To USB or not to USB? =)

Guys, a quick question, do you want a standalone USB version of the collective that will work without the master controller?

I see it as a lever for those of us who just want to add a collective to their existing system and the master box with one wire plugged in simply does seem really needed in that case.

This lever might have a USB-B socket on it instead of one of the RJ-45 sockets, this way you will still be able to connect extensions, but if the collective and, say, VRMax pedestal is all you really need, you won’t have extra wires and stuff hanging around.

What do you think? I’d like to hear some feedback in comments. Thanks! =)

Also, please fill the poll, that will help me to understand what devices are needed more than others =)

P.S. please leave a comment if you do so I could understand you’re not a robot.

Which peripherals do you have?

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MKIV master controller v2a is released!

The new controller features 5 I2C sockets for your peripherals, a stronger USB-B socket for durability, and peripheral flashing mode – no need for FTDI232 USB-UART board any more!

Just plug your device into 1st socket of the master, flip the mode switch to “P”, press the reset button (“R”), and flash it! Flip back to “F” to fly or update the master software.

The device is still stackable if you want some insane number of peripherals, the v2b version will be the regular one without flashing capability, meant for use as secondary controllers.

Look for the assembly/operating manual in the wiki!

MKIV master controller V2

Long ago, when Simchair only existed as an idea in my mind, I mostly tried to use its prototype to control my Trex 450 and used Arduino UNO as the master controller. It had no native USB support and was generally a pain, but one thing was good about it – the reliable and strong USB-B socket. I was never happy with the micro USB one on the Leonardo – so I finally decided to redesign the controller and addressed a few of its problems. Here’s what was changed:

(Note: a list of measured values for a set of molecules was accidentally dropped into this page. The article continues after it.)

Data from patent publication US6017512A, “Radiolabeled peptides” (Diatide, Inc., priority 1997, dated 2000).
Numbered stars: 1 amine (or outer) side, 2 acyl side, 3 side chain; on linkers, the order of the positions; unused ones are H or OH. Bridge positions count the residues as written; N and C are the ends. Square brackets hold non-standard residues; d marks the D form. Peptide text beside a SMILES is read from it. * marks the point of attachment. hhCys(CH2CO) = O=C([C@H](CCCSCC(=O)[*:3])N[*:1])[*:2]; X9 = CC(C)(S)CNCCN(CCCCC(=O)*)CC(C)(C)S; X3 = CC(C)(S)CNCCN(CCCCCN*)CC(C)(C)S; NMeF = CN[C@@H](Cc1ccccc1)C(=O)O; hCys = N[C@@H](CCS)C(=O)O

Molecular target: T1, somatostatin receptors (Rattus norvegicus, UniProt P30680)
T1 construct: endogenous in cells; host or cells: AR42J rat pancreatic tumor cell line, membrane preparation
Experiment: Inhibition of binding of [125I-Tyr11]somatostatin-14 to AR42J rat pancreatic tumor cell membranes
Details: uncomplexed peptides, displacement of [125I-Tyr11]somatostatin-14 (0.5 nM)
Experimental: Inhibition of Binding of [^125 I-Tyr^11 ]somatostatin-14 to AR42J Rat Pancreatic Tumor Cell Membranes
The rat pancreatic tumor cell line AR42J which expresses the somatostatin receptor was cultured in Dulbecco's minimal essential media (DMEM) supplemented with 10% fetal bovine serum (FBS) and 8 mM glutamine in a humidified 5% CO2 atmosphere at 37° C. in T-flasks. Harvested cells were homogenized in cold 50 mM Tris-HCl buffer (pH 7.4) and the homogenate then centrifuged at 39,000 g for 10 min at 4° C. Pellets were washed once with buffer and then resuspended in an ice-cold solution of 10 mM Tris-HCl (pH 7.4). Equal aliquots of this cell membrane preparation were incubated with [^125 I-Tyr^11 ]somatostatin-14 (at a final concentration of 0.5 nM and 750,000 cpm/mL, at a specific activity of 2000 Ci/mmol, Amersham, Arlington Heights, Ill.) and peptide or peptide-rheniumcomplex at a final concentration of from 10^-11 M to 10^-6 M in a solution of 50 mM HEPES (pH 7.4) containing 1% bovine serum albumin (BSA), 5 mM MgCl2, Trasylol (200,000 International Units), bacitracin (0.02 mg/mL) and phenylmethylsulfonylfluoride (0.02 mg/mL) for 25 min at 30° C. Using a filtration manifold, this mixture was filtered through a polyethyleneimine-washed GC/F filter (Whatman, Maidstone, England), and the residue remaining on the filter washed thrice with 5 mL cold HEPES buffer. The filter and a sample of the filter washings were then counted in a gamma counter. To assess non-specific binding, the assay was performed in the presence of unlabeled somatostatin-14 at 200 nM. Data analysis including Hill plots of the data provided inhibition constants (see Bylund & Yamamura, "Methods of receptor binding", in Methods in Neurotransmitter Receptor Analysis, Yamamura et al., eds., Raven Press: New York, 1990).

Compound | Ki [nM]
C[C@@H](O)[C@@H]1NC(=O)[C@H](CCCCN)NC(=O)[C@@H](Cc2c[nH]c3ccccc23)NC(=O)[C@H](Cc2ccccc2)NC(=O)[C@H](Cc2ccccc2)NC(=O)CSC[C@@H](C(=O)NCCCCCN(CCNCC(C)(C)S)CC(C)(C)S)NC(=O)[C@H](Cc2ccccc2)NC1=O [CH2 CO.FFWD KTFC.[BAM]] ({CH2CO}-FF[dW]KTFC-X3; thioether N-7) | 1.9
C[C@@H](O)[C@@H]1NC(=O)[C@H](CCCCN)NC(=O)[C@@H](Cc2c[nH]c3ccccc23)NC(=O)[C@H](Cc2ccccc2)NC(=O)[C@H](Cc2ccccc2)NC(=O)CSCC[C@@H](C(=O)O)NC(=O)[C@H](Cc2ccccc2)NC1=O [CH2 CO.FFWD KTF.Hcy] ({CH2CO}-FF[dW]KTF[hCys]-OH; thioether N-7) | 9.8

• changed size of the box to 100x90mm
  • brittle micro USB socket on the board changed to USB-B socket glued into the box
  • 5th I2C socket added (the box needed to become larger to fit the new USB socket)
  • strengthened the front panel so it won’t be bending because of hot glue
  • removed the reset button (never used it)
  • added a rib that will help to hold sockets in place and protect the board from glue
  • fixed nut sockets height and chamfered their edges
  • new rounded design

I will publish the files after some testing.

Documentation improvements

In the process of building another cyclic, I have taken some photos of improved cable management in the base – this way everything can still be detached for repairs with ease, yet looks cleaner than the old variant. I have also uploaded a pic of what goes where to the rates control panel manual – with it its much easier to get it right from the 1st time.